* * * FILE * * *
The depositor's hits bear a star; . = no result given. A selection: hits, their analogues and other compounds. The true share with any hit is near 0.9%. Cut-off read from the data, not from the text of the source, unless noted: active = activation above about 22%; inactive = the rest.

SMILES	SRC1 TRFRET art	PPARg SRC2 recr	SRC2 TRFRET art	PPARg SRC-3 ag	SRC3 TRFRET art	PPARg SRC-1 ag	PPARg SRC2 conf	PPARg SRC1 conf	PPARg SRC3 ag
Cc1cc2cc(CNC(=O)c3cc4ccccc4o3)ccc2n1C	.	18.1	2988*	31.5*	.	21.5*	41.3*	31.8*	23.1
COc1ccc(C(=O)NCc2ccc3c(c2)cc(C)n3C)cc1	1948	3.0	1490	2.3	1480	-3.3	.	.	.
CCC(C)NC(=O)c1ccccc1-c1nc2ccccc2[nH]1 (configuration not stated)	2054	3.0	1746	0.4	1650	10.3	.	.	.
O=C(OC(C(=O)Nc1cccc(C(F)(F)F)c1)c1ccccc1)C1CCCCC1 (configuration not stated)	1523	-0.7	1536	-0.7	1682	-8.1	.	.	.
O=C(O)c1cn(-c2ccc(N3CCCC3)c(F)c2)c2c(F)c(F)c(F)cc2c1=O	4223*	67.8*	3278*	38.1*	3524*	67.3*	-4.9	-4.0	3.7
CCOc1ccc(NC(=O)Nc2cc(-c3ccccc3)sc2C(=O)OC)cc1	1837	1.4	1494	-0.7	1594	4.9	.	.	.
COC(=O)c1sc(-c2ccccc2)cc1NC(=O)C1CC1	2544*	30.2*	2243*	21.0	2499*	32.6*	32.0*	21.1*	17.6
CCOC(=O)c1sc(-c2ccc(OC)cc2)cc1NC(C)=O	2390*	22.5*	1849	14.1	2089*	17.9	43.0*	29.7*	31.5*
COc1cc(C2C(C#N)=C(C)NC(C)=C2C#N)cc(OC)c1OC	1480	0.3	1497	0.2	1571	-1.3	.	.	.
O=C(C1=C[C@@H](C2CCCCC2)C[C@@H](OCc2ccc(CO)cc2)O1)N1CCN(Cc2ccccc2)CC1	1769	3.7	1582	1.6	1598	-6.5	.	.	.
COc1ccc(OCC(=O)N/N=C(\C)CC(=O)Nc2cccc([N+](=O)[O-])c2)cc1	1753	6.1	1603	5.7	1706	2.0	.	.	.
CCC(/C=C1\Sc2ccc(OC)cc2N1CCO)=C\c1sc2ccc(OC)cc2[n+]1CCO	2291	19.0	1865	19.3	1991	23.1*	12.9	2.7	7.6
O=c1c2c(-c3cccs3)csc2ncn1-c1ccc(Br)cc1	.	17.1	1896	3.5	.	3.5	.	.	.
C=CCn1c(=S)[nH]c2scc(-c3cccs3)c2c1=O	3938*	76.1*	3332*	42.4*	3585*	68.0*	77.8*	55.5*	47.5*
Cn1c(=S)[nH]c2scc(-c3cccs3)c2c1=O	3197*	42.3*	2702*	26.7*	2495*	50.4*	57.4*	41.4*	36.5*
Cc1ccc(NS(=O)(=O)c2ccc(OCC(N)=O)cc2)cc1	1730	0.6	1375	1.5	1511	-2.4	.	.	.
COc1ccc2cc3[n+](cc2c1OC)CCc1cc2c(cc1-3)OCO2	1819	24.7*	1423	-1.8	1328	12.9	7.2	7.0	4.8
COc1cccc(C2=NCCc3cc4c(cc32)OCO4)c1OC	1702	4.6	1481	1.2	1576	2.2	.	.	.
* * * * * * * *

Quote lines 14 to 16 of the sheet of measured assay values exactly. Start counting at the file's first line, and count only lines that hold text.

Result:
CCC(/C=C1\Sc2ccc(OC)cc2N1CCO)=C\c1sc2ccc(OC)cc2[n+]1CCO	2291	19.0	1865	19.3	1991	23.1*	12.9	2.7	7.6
O=c1c2c(-c3cccs3)csc2ncn1-c1ccc(Br)cc1	.	17.1	1896	3.5	.	3.5	.	.	.
C=CCn1c(=S)[nH]c2scc(-c3cccs3)c2c1=O	3938*	76.1*	3332*	42.4*	3585*	68.0*	77.8*	55.5*	47.5*